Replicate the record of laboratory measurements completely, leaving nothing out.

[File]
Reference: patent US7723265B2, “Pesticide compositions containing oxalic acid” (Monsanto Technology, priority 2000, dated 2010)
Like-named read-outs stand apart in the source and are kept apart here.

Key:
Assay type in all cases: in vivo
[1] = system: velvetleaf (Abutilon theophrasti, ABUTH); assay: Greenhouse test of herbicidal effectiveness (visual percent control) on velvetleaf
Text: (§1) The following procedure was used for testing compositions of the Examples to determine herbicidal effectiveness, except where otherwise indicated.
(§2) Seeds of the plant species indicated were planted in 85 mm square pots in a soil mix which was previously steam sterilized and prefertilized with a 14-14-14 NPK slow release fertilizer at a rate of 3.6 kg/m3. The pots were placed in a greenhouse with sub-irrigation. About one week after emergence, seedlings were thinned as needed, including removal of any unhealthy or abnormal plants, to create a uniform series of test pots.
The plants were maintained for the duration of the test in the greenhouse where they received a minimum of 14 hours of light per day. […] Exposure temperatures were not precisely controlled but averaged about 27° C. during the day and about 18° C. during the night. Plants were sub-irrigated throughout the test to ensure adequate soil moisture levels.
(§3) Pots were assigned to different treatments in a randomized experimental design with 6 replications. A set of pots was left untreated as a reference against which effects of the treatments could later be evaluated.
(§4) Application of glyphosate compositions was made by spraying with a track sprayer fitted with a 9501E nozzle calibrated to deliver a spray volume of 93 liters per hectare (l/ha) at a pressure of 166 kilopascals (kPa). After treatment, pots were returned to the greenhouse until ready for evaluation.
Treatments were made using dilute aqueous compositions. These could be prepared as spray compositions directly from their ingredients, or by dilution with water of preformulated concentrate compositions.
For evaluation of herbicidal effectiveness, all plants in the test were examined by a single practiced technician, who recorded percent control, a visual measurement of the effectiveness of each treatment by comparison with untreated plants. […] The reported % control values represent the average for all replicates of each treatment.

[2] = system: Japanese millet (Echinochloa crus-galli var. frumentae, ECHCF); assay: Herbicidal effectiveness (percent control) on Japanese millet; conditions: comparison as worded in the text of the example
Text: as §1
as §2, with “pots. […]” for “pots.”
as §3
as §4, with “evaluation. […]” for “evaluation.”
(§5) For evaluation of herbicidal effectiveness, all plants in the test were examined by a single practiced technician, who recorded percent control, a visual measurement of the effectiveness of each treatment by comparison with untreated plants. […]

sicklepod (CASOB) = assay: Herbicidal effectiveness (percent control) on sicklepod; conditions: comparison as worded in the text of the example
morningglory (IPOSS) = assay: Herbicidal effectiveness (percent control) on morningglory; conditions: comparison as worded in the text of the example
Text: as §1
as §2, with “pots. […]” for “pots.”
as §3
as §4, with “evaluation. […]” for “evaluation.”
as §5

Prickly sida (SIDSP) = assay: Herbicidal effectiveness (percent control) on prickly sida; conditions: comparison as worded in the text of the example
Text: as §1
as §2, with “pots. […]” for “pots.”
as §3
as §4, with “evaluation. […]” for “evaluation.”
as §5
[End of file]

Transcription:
Reference: patent US7723265B2, “Pesticide compositions containing oxalic acid” (Monsanto Technology, priority 2000, dated 2010)
Like-named read-outs stand apart in the source and are kept apart here.

Key:
Assay type in all cases: in vivo
[1] = system: velvetleaf (Abutilon theophrasti, ABUTH); assay: Greenhouse test of herbicidal effectiveness (visual percent control) on velvetleaf
Text: (§1) The following procedure was used for testing compositions of the Examples to determine herbicidal effectiveness, except where otherwise indicated.
(§2) Seeds of the plant species indicated were planted in 85 mm square pots in a soil mix which was previously steam sterilized and prefertilized with a 14-14-14 NPK slow release fertilizer at a rate of 3.6 kg/m3. The pots were placed in a greenhouse with sub-irrigation. About one week after emergence, seedlings were thinned as needed, including removal of any unhealthy or abnormal plants, to create a uniform series of test pots.
The plants were maintained for the duration of the test in the greenhouse where they received a minimum of 14 hours of light per day. […] Exposure temperatures were not precisely controlled but averaged about 27° C. during the day and about 18° C. during the night. Plants were sub-irrigated throughout the test to ensure adequate soil moisture levels.
(§3) Pots were assigned to different treatments in a randomized experimental design with 6 replications. A set of pots was left untreated as a reference against which effects of the treatments could later be evaluated.
(§4) Application of glyphosate compositions was made by spraying with a track sprayer fitted with a 9501E nozzle calibrated to deliver a spray volume of 93 liters per hectare (l/ha) at a pressure of 166 kilopascals (kPa). After treatment, pots were returned to the greenhouse until ready for evaluation.
Treatments were made using dilute aqueous compositions. These could be prepared as spray compositions directly from their ingredients, or by dilution with water of preformulated concentrate compositions.
For evaluation of herbicidal effectiveness, all plants in the test were examined by a single practiced technician, who recorded percent control, a visual measurement of the effectiveness of each treatment by comparison with untreated plants. […] The reported % control values represent the average for all replicates of each treatment.

[2] = system: Japanese millet (Echinochloa crus-galli var. frumentae, ECHCF); assay: Herbicidal effectiveness (percent control) on Japanese millet; conditions: comparison as worded in the text of the example
Text: as §1
as §2, with “pots. […]” for “pots.”
as §3
as §4, with “evaluation. […]” for “evaluation.”
(§5) For evaluation of herbicidal effectiveness, all plants in the test were examined by a single practiced technician, who recorded percent control, a visual measurement of the effectiveness of each treatment by comparison with untreated plants. […]

sicklepod (CASOB) = assay: Herbicidal effectiveness (percent control) on sicklepod; conditions: comparison as worded in the text of the example
morningglory (IPOSS) = assay: Herbicidal effectiveness (percent control) on morningglory; conditions: comparison as worded in the text of the example
Text: as §1
as §2, with “pots. […]” for “pots.”
as §3
as §4, with “evaluation. […]” for “evaluation.”
as §5

Prickly sida (SIDSP) = assay: Herbicidal effectiveness (percent control) on prickly sida; conditions: comparison as worded in the text of the example
Text: as §1
as §2, with “pots. […]” for “pots.”
as §3
as §4, with “evaluation. […]” for “evaluation.”
as §5